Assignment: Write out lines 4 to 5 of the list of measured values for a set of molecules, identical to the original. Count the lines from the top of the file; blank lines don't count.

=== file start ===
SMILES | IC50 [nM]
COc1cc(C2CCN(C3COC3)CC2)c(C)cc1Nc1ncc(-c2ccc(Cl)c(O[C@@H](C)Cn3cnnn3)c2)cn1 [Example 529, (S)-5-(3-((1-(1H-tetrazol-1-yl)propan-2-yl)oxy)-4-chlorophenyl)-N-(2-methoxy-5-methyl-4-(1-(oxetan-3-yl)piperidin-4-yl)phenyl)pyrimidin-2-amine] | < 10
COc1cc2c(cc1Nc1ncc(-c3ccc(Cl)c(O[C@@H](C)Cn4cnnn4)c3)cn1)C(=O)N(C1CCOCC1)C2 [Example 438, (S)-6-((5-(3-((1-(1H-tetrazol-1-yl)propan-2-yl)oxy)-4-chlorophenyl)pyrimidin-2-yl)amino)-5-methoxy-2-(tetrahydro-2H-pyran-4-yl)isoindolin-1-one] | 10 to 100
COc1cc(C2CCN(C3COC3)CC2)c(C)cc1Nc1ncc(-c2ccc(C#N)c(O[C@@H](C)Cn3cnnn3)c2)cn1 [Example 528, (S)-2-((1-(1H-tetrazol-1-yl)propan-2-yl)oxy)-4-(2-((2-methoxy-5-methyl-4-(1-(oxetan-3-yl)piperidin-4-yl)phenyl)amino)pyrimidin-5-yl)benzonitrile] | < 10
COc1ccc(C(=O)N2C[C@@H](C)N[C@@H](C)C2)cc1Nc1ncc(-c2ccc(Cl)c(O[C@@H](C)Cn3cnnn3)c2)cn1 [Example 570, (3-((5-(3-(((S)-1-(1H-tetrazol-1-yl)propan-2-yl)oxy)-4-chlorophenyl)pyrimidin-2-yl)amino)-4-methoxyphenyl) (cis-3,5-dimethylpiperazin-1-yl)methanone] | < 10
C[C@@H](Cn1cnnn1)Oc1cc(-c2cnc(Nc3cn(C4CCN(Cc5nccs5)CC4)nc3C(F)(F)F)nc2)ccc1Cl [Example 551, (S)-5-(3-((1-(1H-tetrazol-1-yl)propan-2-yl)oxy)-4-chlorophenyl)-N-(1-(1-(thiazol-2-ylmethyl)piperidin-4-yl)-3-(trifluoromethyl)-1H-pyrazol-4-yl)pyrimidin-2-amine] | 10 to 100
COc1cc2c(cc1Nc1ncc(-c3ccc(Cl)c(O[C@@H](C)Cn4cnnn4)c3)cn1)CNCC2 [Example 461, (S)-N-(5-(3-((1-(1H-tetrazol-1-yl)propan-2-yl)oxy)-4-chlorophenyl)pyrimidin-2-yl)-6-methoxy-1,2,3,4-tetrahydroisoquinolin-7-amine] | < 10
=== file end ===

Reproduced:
COc1cc(C2CCN(C3COC3)CC2)c(C)cc1Nc1ncc(-c2ccc(C#N)c(O[C@@H](C)Cn3cnnn3)c2)cn1 [Example 528, (S)-2-((1-(1H-tetrazol-1-yl)propan-2-yl)oxy)-4-(2-((2-methoxy-5-methyl-4-(1-(oxetan-3-yl)piperidin-4-yl)phenyl)amino)pyrimidin-5-yl)benzonitrile] | < 10
COc1ccc(C(=O)N2C[C@@H](C)N[C@@H](C)C2)cc1Nc1ncc(-c2ccc(Cl)c(O[C@@H](C)Cn3cnnn3)c2)cn1 [Example 570, (3-((5-(3-(((S)-1-(1H-tetrazol-1-yl)propan-2-yl)oxy)-4-chlorophenyl)pyrimidin-2-yl)amino)-4-methoxyphenyl) (cis-3,5-dimethylpiperazin-1-yl)methanone] | < 10